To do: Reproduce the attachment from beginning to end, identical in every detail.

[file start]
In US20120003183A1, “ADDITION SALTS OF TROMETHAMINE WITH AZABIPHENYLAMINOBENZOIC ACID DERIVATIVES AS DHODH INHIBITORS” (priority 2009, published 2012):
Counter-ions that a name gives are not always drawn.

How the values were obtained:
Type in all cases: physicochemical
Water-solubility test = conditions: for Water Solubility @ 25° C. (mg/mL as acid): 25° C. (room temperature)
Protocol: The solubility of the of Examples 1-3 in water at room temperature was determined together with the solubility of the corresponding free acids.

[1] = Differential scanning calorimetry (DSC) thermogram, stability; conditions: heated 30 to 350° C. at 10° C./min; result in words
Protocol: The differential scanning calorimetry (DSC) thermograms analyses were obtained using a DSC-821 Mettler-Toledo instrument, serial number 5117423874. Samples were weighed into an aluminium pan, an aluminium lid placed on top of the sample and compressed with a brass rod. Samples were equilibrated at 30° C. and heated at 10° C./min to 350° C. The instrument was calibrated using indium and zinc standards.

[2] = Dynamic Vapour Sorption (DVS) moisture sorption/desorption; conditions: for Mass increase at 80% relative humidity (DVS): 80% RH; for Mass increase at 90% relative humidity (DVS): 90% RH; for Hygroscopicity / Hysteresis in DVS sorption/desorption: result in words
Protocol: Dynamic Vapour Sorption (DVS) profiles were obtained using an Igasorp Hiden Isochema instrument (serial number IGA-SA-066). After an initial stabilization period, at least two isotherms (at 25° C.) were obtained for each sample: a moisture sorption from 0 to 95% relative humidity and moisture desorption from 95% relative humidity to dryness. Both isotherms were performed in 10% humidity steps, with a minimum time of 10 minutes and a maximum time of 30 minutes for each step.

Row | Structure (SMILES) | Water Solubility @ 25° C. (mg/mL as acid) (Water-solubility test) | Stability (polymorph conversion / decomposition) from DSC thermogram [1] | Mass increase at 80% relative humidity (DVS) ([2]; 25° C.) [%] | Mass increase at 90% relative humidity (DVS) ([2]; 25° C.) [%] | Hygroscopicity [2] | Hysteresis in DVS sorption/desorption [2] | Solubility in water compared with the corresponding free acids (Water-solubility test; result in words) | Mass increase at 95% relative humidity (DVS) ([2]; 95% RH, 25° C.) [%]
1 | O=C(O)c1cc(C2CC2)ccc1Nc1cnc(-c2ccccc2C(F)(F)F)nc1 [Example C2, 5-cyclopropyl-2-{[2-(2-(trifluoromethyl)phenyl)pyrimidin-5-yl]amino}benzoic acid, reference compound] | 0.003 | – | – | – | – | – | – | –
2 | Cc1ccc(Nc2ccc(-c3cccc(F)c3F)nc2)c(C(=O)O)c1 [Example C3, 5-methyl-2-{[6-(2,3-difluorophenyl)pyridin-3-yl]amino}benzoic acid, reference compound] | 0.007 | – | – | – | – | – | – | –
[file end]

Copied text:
In US20120003183A1, “ADDITION SALTS OF TROMETHAMINE WITH AZABIPHENYLAMINOBENZOIC ACID DERIVATIVES AS DHODH INHIBITORS” (priority 2009, published 2012):
Counter-ions that a name gives are not always drawn.

How the values were obtained:
Type in all cases: physicochemical
Water-solubility test = conditions: for Water Solubility @ 25° C. (mg/mL as acid): 25° C. (room temperature)
Protocol: The solubility of the of Examples 1-3 in water at room temperature was determined together with the solubility of the corresponding free acids.

[1] = Differential scanning calorimetry (DSC) thermogram, stability; conditions: heated 30 to 350° C. at 10° C./min; result in words
Protocol: The differential scanning calorimetry (DSC) thermograms analyses were obtained using a DSC-821 Mettler-Toledo instrument, serial number 5117423874. Samples were weighed into an aluminium pan, an aluminium lid placed on top of the sample and compressed with a brass rod. Samples were equilibrated at 30° C. and heated at 10° C./min to 350° C. The instrument was calibrated using indium and zinc standards.

[2] = Dynamic Vapour Sorption (DVS) moisture sorption/desorption; conditions: for Mass increase at 80% relative humidity (DVS): 80% RH; for Mass increase at 90% relative humidity (DVS): 90% RH; for Hygroscopicity / Hysteresis in DVS sorption/desorption: result in words
Protocol: Dynamic Vapour Sorption (DVS) profiles were obtained using an Igasorp Hiden Isochema instrument (serial number IGA-SA-066). After an initial stabilization period, at least two isotherms (at 25° C.) were obtained for each sample: a moisture sorption from 0 to 95% relative humidity and moisture desorption from 95% relative humidity to dryness. Both isotherms were performed in 10% humidity steps, with a minimum time of 10 minutes and a maximum time of 30 minutes for each step.

Row | Structure (SMILES) | Water Solubility @ 25° C. (mg/mL as acid) (Water-solubility test) | Stability (polymorph conversion / decomposition) from DSC thermogram [1] | Mass increase at 80% relative humidity (DVS) ([2]; 25° C.) [%] | Mass increase at 90% relative humidity (DVS) ([2]; 25° C.) [%] | Hygroscopicity [2] | Hysteresis in DVS sorption/desorption [2] | Solubility in water compared with the corresponding free acids (Water-solubility test; result in words) | Mass increase at 95% relative humidity (DVS) ([2]; 95% RH, 25° C.) [%]
1 | O=C(O)c1cc(C2CC2)ccc1Nc1cnc(-c2ccccc2C(F)(F)F)nc1 [Example C2, 5-cyclopropyl-2-{[2-(2-(trifluoromethyl)phenyl)pyrimidin-5-yl]amino}benzoic acid, reference compound] | 0.003 | – | – | – | – | – | – | –
2 | Cc1ccc(Nc2ccc(-c3cccc(F)c3F)nc2)c(C(=O)O)c1 [Example C3, 5-methyl-2-{[6-(2,3-difluorophenyl)pyridin-3-yl]amino}benzoic acid, reference compound] | 0.007 | – | – | – | – | – | – | –